Standout Performances:

  • Alexandra Popp: The day was all about the Nationalelf’s skipper, who earned her 100th cap and opened the scoring with a powerful blink-and-you-miss-it header.
  • Rasheedat Ajibade: After a long while where nothing really happened, the super-sub, who last played for FC Robo in Lagos, injected some excitement and creativity into the match with a breakaway, trying to reach Desire Oparanozie and an open German goal, but it couldn’t quite connect.

Stray Observations:

  • "Are you done talking?" Bless Franny Ordega and Sam Kerr for giving us the kiss-offs this tournament needed.
  • Yesterday began with yet another rule change. What a mess.
  • The commentators also spent an awful lot of time talking about the USWNT during this match, which, like, it's for an American audience and we all love Tobin Heath, but we don't have to do this right now.

What's Next?:

Man, this one hurts. The Super Falcons were a joy in this tournament, from Onome Ebi's veteran presence to Francesca Ordega’' legendary everything to the satisfying connecting moves that led to this sublime Asisat Oshoala goal. They will be back and next time we will give them the words they deserve. Also, please pay them, Nigerian FA.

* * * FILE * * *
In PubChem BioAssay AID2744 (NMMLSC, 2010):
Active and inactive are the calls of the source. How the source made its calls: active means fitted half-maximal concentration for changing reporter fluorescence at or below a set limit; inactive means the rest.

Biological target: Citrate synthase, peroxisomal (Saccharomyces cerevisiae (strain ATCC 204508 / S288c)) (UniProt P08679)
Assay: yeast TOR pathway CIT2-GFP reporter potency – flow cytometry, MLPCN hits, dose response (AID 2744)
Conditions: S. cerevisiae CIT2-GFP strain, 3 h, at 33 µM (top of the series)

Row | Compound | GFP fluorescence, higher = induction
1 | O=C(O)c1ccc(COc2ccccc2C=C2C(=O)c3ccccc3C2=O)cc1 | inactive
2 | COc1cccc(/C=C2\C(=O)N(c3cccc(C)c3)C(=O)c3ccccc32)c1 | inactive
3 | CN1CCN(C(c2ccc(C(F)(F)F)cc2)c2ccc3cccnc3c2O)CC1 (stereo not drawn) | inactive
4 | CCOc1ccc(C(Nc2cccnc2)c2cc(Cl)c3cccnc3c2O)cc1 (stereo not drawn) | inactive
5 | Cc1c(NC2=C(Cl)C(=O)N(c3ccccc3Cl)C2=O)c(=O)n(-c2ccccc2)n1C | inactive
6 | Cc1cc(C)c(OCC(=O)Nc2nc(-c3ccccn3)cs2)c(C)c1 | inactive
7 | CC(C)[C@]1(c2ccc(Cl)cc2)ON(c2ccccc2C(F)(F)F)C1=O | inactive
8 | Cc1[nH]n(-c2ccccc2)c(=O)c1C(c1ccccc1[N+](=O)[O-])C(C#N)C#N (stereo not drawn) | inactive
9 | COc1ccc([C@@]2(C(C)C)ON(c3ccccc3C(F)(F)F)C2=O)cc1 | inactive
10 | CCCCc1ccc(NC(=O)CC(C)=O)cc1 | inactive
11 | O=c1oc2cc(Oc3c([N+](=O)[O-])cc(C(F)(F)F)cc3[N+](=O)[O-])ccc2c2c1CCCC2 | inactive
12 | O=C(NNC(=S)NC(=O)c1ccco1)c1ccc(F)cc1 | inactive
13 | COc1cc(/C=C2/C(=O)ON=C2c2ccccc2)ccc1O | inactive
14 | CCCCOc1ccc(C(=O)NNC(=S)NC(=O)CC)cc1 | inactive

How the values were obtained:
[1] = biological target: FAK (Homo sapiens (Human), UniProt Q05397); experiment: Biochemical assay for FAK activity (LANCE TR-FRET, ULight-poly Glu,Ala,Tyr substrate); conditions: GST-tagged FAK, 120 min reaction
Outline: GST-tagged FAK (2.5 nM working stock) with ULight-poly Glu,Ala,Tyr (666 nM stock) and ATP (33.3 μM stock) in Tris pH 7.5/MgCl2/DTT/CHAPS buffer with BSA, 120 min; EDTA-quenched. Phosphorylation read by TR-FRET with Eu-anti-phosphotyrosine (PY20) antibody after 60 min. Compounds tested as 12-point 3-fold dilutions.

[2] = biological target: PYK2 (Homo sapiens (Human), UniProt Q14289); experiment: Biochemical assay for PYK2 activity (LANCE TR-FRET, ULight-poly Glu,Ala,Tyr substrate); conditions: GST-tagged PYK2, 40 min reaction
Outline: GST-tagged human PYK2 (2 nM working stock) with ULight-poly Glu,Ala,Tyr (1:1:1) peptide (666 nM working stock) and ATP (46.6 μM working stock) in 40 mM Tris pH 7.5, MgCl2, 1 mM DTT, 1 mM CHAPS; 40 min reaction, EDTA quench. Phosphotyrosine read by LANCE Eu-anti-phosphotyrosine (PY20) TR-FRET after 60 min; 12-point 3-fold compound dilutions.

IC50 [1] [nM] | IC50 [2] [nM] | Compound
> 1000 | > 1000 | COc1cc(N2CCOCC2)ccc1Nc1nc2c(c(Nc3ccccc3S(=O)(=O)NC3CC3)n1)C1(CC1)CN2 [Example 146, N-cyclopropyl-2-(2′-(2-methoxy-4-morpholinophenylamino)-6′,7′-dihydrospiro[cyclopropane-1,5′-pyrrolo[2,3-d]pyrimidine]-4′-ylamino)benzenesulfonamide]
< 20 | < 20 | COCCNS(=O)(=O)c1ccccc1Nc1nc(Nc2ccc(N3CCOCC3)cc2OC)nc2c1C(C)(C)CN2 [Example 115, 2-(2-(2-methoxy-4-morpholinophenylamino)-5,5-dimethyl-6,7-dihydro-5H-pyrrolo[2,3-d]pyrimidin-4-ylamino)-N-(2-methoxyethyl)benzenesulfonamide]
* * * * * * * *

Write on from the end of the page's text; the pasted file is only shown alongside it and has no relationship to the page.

Germany will play the winner of Monday's Canada/Sweden matchup on Saturday, and if today is any indication, we should expect to see them in the semifinals.

Highlights: https://youtu.be/k3BjAtHGwF8

Norway 4-1 Australia (Penalties)

How's everyone doing? Good? Anyone need anything? A hug? A nap? Bourbon? Probably bourbon. Diehards watched this game like nerds watched the good seasons of Game of Thrones, eyes half covered, edge of seat, white-knuckled and waiting for some horrible twist or for our favorite characters to be taken out.